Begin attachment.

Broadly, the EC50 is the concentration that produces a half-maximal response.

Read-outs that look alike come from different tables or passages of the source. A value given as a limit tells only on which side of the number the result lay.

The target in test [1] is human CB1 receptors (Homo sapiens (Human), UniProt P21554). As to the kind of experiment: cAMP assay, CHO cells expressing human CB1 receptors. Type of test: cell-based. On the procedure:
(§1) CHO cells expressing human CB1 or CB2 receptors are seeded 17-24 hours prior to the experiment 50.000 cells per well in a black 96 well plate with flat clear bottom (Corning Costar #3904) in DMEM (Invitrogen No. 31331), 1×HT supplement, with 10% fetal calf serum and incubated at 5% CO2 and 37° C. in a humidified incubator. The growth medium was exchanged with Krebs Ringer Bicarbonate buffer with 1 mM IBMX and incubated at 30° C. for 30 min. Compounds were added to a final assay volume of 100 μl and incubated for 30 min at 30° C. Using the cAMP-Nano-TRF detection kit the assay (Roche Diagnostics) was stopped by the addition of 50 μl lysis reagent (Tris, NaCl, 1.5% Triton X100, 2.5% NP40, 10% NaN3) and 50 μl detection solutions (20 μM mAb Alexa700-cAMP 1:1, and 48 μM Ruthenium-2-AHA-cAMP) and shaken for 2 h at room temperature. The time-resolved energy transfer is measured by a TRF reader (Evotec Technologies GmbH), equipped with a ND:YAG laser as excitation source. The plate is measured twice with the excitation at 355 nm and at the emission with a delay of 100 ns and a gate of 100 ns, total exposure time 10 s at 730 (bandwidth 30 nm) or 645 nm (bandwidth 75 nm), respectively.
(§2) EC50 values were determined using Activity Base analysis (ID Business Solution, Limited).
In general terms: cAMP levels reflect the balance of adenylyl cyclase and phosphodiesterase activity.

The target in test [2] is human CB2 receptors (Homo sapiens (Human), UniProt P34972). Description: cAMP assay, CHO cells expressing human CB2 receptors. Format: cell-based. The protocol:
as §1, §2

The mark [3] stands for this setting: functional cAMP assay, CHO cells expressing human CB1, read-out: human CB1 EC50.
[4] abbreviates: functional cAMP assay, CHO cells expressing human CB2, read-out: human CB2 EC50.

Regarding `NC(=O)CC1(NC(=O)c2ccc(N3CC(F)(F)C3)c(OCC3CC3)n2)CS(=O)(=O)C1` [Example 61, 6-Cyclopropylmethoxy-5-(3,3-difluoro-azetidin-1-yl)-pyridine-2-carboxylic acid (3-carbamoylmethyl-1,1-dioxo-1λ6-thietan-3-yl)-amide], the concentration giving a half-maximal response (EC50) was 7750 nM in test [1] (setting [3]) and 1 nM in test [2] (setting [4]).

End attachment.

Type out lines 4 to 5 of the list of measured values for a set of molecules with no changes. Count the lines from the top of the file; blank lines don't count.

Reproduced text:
(§1) CHO cells expressing human CB1 or CB2 receptors are seeded 17-24 hours prior to the experiment 50.000 cells per well in a black 96 well plate with flat clear bottom (Corning Costar #3904) in DMEM (Invitrogen No. 31331), 1×HT supplement, with 10% fetal calf serum and incubated at 5% CO2 and 37° C. in a humidified incubator. The growth medium was exchanged with Krebs Ringer Bicarbonate buffer with 1 mM IBMX and incubated at 30° C. for 30 min. Compounds were added to a final assay volume of 100 μl and incubated for 30 min at 30° C. Using the cAMP-Nano-TRF detection kit the assay (Roche Diagnostics) was stopped by the addition of 50 μl lysis reagent (Tris, NaCl, 1.5% Triton X100, 2.5% NP40, 10% NaN3) and 50 μl detection solutions (20 μM mAb Alexa700-cAMP 1:1, and 48 μM Ruthenium-2-AHA-cAMP) and shaken for 2 h at room temperature. The time-resolved energy transfer is measured by a TRF reader (Evotec Technologies GmbH), equipped with a ND:YAG laser as excitation source. The plate is measured twice with the excitation at 355 nm and at the emission with a delay of 100 ns and a gate of 100 ns, total exposure time 10 s at 730 (bandwidth 30 nm) or 645 nm (bandwidth 75 nm), respectively.
(§2) EC50 values were determined using Activity Base analysis (ID Business Solution, Limited).